The Corporate Talk trend highlights the struggle of Gen Z employees trying to fit into a changing workplace culture. Young workers, especially those in entry-level roles, often experience imposter syndrome or anxiety. The latest generation is entering the workforce amid post-Covid upheaval, where remote work has shifted business communication online. According to EduBirdie's recent survey, 55% of Gen Z feel unprepared for workplace issues, and 40% feel less mature than their peers or parents at the same age. This anxiety is justified as a survey of UK bosses found that 7 in 10 senior leaders believe today's graduates lack crucial soft skills like leadership and time management.

Image Source: Photo by Christina Morillo | Pexels
Employees attend a boardroom meeting | Pexels/Christina Morillo 

Corporate language, using tactics like negotiation and persuasion, aims to build positive working relationships. Tutors in this field help young people adapt to the workplace by translating passive aggression into professional phrases. However, some argue that relying on esoteric and outdated work language may cause alienation.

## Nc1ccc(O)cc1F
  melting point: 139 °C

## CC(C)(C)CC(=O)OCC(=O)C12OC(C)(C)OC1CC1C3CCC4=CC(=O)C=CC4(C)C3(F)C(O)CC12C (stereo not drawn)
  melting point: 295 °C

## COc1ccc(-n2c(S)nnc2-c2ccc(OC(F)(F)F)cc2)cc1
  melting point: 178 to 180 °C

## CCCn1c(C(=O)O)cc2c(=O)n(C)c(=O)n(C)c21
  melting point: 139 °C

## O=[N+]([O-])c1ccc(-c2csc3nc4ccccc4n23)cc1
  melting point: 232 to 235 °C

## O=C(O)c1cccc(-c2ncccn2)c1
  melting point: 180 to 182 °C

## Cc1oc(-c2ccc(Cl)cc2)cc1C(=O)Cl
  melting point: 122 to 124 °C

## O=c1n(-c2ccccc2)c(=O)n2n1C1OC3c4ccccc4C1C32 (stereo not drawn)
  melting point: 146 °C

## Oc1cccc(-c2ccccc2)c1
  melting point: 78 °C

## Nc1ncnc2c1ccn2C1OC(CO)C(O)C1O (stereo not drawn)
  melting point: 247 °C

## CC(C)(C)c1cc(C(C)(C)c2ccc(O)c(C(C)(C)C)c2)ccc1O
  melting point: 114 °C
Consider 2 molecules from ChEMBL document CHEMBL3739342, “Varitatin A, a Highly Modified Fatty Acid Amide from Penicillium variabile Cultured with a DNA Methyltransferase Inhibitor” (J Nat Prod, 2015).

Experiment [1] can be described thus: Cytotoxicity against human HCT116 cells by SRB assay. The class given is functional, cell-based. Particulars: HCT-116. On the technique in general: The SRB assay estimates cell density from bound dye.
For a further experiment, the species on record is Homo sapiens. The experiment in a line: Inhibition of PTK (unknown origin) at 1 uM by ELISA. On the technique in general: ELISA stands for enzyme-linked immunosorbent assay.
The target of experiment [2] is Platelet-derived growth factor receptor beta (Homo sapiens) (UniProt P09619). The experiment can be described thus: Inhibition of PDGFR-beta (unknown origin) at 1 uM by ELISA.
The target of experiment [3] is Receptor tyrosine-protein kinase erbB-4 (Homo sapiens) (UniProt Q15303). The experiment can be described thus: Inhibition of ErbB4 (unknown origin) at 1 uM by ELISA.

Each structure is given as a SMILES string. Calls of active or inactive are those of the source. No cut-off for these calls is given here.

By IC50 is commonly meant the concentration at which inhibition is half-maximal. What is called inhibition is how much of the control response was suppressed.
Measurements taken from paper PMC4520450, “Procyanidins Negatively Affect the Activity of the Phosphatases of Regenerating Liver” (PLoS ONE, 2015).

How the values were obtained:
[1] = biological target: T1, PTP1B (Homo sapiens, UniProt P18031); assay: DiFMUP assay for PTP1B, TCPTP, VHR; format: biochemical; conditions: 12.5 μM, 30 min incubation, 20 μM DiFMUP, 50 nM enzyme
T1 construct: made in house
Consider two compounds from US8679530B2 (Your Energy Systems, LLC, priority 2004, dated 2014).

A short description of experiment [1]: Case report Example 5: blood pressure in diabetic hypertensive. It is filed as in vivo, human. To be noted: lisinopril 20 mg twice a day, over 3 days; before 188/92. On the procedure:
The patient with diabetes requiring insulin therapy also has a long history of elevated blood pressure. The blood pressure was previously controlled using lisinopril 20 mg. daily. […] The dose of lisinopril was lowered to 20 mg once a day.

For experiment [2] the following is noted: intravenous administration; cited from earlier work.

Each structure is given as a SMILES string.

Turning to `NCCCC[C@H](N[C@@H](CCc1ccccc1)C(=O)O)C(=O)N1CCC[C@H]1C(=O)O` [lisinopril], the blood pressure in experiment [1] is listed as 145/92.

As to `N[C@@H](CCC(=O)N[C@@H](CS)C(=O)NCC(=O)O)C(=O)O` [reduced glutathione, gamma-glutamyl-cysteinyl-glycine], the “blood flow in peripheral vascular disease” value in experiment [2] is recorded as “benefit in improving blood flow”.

A survey of 2,000 UK employees found that 12% believe acronyms can lead to workplace exclusion. Gen Zers are 10% more likely to be unfamiliar with business shorthand compared to older millennials.

This year saw an increase in office slang accompanying the presence of Gen Z in the workplace. Many young people are fluent in social media-inspired terms like "work goals" for expressing career ambitions. For some millennials and older individuals, Gen Z's informal approach at work may be confusing. The use of text speech from platforms like Slack and Discord has led to conflicts in some cases. In a recent survey by, 74% of managers and leaders found Gen Z more challenging to work with than any other generation. Some mentioned a perceived lack of interpersonal skills for face-to-face interactions, hindering relationship-building with colleagues and clients.

Image Source: Photo by Pixabay | Pexels
In a meeting | Pexels/Pixabay 

In work, friendships, and romance, relationship breakdowns often boil down to one core issue: poor communication. In today's diverse and globalized business world, companies must create inclusive workplaces to prevent poor employee engagement and disconnection. Bridging the generational gap in communication styles is key. People have different ways of communicating, influenced by age, personality, or biology.

They are either assertive and prefer getting straight to the point or subtle and diplomatic to avoid conflict. Apart from that some are logical and methodical, as they seek all facts before deciding, and then there are the emotional and warm communicators who foster connections.

Embracing diverse styles reduces conflict and enhances collaboration. Managers should know their communication style to navigate potential misunderstandings. Encouraging inclusive communication involves using various messaging channels and promoting open, transparent communication.